We didn’t feel like going anywhere too fancy, so we came to this restaurant, in a strip mall in Kihei. I was happy with the things we ordered (agedashi tofu, shoyu-marinated sashimi bowl, minced chicken meatballs with sesame, and tempura camembert cheese). Of the four things, only agedashi tofu had I had before. All the items were quite good, even the fried cheese, which I was skeptical of when my fiancé ordered it. I liked that this place had so many things to choose from, both familiar things and uncommon things.

*****Nicer restaurants*****
- Monkeypod Kitchen
Bottom line: (1) Great food, and (2) one of the best cocktail spots in Maui. Make a reservation.
Monkeypod Kitchen in Wailea really stands out.
Monkeypod Drinks:
I was excited to try the mai tai with the passionfruit foam that Kathryn has written about. It’s indeed one of the best drinks I had in Maui. The foam on top makes the drinking experience much more fragrant and exciting. Note: The waiter told us to stir up the foam with the alcohol because “the foam is just for drama”—do not do this. We had to come back a different night and have a second one to remedy this mistake. (We still drank it, but… it’s a much more delightful experience to leave the foam on top while you sip.)
I also had a drink that was like an Old Fashioned with house-made macadamia orgeat. The waiter tried to talk me out of it or suggest I get some ice or club soda in it because “it’s pretty strong.” I’m not sure if he would give the same warning to a male customer… I ordered it as described on the menu. For anyone who likes Manhattans or Old Fashioneds but wishes they had more of a light, toasty macadamia flavor, I recommend this drink.
My fiancé had a strawberry rhubarb sour beer from Great Divide that he liked very much.
Cocktails: $14 each
Monkeypod Food:
On different nights, we got the parmesan and mushroom pizza, and a kalua pork pizza. The pork pizza stands out in my mind: some of the best roast pork I’ve had, and surprisingly light when combined with cheese and bread. (The pizza crust is like a very thin, kind of flimsy naan.)
I had really been wanting to try saimin, so I got Monkeypod’s sort of “bougie” saimin for around $17. It had peanuts, roast pork, and raw purple onions. Definitely left me wanting more—my only complaint on this dish is that it didn’t have enough noodles. I love carbs though, so most people would probably be happy that meat and vegetables outweighted the noodles in the bowl. Would definitely order something like this if it were available in San Francisco where I live—kalua pork plus raw onions isn’t something I’ve seen at ramen shops.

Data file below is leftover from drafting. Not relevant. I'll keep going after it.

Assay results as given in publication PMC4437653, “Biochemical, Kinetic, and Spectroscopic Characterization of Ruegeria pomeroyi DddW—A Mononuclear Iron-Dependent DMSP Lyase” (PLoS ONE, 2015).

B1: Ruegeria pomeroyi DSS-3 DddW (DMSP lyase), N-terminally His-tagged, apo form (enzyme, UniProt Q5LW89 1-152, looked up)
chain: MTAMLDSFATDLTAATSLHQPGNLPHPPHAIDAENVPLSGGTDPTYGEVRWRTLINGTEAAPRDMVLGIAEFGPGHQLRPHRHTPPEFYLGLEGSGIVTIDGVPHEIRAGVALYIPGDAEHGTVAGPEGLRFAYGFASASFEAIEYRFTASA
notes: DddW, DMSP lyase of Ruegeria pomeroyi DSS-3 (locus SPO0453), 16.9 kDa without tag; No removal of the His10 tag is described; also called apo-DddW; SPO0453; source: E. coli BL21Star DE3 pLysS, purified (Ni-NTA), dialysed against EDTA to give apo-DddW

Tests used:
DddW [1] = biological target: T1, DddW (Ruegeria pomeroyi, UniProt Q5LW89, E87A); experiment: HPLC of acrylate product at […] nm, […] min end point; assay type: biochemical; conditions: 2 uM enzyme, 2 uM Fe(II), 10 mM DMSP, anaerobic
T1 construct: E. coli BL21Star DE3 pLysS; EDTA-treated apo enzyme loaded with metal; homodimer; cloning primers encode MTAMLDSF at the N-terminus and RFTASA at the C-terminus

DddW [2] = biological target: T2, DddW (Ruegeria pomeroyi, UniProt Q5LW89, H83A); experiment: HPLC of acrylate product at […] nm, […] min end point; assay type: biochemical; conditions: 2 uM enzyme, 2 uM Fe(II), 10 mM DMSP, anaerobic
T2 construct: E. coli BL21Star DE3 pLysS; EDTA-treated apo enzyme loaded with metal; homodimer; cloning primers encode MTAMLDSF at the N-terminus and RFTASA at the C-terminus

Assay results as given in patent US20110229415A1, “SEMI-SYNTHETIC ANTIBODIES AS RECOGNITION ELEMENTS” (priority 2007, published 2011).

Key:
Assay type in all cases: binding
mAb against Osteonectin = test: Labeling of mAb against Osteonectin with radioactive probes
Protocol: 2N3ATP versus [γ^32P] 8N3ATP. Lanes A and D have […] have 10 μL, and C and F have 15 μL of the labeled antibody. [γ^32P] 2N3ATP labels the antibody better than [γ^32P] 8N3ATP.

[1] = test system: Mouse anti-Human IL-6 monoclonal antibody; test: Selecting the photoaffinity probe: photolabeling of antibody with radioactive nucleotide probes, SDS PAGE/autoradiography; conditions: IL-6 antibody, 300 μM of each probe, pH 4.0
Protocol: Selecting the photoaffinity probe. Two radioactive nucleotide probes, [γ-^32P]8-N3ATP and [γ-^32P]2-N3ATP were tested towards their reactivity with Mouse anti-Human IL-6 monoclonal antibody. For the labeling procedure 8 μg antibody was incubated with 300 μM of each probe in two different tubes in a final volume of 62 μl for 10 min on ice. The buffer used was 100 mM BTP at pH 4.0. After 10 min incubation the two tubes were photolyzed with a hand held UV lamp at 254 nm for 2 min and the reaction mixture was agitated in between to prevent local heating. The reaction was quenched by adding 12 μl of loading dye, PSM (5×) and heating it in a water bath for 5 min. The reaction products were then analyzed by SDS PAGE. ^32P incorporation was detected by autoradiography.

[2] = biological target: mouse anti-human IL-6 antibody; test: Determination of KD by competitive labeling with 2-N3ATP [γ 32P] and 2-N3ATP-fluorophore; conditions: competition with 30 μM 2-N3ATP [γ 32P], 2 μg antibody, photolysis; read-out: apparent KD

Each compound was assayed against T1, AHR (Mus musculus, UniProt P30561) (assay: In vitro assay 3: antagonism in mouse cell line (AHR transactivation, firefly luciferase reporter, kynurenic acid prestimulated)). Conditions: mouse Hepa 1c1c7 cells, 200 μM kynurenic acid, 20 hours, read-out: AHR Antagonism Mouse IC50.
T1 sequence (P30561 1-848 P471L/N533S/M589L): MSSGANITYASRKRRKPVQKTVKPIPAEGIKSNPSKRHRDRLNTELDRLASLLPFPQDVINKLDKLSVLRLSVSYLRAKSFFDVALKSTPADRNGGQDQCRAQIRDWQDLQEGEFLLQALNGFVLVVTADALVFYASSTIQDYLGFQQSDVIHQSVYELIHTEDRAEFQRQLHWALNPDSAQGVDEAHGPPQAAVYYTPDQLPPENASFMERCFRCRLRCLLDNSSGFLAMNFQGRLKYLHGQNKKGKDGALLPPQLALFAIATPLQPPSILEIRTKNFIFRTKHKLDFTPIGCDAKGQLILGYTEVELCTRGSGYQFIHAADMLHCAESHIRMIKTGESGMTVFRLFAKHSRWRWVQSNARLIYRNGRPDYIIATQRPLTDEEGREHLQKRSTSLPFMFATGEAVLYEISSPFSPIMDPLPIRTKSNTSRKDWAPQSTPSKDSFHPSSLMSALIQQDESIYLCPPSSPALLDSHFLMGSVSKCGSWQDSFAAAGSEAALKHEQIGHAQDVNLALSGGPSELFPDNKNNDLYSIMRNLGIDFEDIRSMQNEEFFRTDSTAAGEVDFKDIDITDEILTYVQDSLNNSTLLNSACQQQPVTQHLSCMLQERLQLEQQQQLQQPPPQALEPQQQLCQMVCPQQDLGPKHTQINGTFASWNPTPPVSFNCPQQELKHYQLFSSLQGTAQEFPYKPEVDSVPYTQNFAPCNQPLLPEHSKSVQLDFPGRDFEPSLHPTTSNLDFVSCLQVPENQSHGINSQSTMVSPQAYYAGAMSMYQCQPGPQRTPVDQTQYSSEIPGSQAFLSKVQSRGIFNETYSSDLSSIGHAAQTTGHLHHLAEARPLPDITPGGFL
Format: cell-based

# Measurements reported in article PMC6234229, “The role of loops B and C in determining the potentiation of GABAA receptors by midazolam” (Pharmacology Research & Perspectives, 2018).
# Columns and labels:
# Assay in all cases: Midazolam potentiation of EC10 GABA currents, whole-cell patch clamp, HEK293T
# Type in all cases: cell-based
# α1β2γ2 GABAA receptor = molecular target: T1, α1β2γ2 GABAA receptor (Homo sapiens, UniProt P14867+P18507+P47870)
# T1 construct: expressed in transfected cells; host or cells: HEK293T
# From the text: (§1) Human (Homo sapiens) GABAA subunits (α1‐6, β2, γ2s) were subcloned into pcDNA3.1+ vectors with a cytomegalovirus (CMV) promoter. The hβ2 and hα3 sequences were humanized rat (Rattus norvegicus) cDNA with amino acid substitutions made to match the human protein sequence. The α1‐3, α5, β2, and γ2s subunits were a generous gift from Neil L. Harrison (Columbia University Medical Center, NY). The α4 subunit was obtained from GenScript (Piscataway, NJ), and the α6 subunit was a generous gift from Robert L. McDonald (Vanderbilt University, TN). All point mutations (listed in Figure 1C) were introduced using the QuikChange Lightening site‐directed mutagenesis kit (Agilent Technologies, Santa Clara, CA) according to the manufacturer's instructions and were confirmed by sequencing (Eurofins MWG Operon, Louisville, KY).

- The Mill House
Bottom line: (1) Beautiful surroundings, (2) fancier, upscale food at a reasonable (for what you get) price, (3) high quality cocktails. Make an early reservation so it’s light enough out that you can see the landscape (e.g., 5:30 p.m.)
I often feel ripped off at very fancy restaurants, because the high price of the food has to also cover the beautiful setting, high quality service, etc. etc. Mill House is not a cheap restaurant by any means, but the food is of high quality and made with creative ingredients you won’t find in most places, so I think the prices are justified.
I think the drinks at Monkeypod Kitchen are even better than Mill House, but Mill House’s food is more “different” and exciting.
We had a Bolognese pasta (not very “Hawaii” but very tasty), fried croquettes, a root vegetable salad, and some other things I may be forgetting. Every aspect is fresh and flavorful—I was eating even the microgreens garnishing the croquettes, for instance.

- Merriman’s at The Point